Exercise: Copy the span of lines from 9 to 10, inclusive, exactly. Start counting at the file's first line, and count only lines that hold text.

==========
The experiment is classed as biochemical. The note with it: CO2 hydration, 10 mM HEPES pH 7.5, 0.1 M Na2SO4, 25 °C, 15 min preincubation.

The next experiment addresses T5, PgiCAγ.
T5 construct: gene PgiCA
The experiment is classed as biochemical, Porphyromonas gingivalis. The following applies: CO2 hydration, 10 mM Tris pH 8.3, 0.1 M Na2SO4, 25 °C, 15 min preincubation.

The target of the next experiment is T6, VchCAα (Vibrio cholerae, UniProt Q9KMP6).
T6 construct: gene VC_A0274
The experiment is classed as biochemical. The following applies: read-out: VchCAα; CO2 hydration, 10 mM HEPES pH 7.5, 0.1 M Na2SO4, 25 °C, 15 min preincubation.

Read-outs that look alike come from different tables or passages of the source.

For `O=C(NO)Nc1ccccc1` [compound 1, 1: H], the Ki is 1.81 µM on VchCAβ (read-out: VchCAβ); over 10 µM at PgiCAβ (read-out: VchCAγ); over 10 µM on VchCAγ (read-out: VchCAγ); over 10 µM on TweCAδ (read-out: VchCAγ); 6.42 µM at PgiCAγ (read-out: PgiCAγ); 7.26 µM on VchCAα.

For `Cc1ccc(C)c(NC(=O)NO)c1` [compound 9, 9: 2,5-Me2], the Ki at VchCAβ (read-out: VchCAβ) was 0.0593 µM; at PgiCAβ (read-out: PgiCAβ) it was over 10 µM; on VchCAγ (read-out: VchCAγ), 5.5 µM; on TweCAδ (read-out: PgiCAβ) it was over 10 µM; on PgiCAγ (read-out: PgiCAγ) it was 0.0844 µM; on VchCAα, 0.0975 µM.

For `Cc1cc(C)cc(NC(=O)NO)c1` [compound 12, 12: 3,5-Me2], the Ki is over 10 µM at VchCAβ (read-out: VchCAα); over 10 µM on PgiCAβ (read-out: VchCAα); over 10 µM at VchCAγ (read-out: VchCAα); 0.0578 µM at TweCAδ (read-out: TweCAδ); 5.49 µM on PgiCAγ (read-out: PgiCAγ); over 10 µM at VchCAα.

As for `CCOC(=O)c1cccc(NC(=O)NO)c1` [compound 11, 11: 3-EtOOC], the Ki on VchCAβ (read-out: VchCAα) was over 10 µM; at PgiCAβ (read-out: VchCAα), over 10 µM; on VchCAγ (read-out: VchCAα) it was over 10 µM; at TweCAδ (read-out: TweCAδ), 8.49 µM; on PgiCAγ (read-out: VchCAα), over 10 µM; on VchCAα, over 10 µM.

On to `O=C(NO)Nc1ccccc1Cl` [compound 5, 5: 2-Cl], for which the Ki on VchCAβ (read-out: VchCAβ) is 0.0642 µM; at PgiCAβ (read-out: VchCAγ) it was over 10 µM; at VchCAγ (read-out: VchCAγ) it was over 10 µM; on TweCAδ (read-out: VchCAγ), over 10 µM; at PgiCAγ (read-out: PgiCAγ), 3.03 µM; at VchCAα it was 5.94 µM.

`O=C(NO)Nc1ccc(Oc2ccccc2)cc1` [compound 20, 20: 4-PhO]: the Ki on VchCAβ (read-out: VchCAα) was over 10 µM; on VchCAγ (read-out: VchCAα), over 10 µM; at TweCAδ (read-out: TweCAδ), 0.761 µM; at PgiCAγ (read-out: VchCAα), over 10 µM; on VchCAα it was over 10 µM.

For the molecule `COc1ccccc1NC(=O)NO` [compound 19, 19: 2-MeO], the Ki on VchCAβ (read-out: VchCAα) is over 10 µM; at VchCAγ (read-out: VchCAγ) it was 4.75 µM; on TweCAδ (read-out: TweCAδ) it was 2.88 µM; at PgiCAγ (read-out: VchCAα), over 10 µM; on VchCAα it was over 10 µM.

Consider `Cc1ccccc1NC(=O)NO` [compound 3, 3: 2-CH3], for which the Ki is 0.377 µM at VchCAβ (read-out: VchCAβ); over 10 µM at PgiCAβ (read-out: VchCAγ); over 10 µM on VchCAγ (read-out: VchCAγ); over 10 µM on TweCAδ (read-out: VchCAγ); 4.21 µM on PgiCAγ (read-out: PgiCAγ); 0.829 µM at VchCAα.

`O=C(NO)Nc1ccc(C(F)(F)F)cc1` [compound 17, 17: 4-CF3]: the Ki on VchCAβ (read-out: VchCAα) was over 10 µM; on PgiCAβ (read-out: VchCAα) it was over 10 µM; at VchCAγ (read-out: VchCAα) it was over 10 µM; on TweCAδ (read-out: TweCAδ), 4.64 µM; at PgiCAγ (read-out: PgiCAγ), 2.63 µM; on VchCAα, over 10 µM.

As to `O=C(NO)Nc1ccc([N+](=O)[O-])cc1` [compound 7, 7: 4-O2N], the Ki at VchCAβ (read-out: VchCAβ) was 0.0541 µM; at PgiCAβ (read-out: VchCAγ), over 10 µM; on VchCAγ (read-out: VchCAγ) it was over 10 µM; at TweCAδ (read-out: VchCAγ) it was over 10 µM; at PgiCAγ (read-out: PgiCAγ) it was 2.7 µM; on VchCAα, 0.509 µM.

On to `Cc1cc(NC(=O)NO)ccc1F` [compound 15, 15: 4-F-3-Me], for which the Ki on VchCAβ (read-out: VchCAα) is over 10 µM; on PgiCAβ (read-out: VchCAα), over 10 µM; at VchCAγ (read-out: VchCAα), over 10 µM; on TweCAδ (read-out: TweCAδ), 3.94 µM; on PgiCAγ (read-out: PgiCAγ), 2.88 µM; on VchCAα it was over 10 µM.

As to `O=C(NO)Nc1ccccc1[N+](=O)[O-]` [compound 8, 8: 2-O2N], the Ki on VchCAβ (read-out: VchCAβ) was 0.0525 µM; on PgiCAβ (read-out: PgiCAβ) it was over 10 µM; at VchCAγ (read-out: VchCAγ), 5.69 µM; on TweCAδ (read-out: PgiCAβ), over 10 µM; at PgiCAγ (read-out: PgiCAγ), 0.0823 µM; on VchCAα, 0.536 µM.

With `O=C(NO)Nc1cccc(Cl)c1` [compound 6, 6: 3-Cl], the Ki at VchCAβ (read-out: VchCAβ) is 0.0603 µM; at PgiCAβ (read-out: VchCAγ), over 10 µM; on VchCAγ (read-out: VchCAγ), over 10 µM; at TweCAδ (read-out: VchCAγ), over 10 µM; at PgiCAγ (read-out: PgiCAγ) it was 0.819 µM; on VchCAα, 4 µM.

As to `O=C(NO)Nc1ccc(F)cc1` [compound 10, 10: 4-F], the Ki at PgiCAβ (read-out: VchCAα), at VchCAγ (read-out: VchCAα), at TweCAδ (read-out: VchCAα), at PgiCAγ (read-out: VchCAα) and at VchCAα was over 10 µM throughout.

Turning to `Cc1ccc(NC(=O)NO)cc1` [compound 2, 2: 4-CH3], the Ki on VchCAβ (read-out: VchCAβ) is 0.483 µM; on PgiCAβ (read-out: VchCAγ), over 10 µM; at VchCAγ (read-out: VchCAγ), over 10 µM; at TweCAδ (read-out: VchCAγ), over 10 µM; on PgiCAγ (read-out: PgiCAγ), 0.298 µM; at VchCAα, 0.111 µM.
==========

For `O=C(NO)Nc1ccccc1` [compound 1, 1: H], the Ki is 1.81 µM on VchCAβ (read-out: VchCAβ); over 10 µM at PgiCAβ (read-out: VchCAγ); over 10 µM on VchCAγ (read-out: VchCAγ); over 10 µM on TweCAδ (read-out: VchCAγ); 6.42 µM at PgiCAγ (read-out: PgiCAγ); 7.26 µM on VchCAα.

For `Cc1ccc(C)c(NC(=O)NO)c1` [compound 9, 9: 2,5-Me2], the Ki at VchCAβ (read-out: VchCAβ) was 0.0593 µM; at PgiCAβ (read-out: PgiCAβ) it was over 10 µM; on VchCAγ (read-out: VchCAγ), 5.5 µM; on TweCAδ (read-out: PgiCAβ) it was over 10 µM; on PgiCAγ (read-out: PgiCAγ) it was 0.0844 µM; on VchCAα, 0.0975 µM.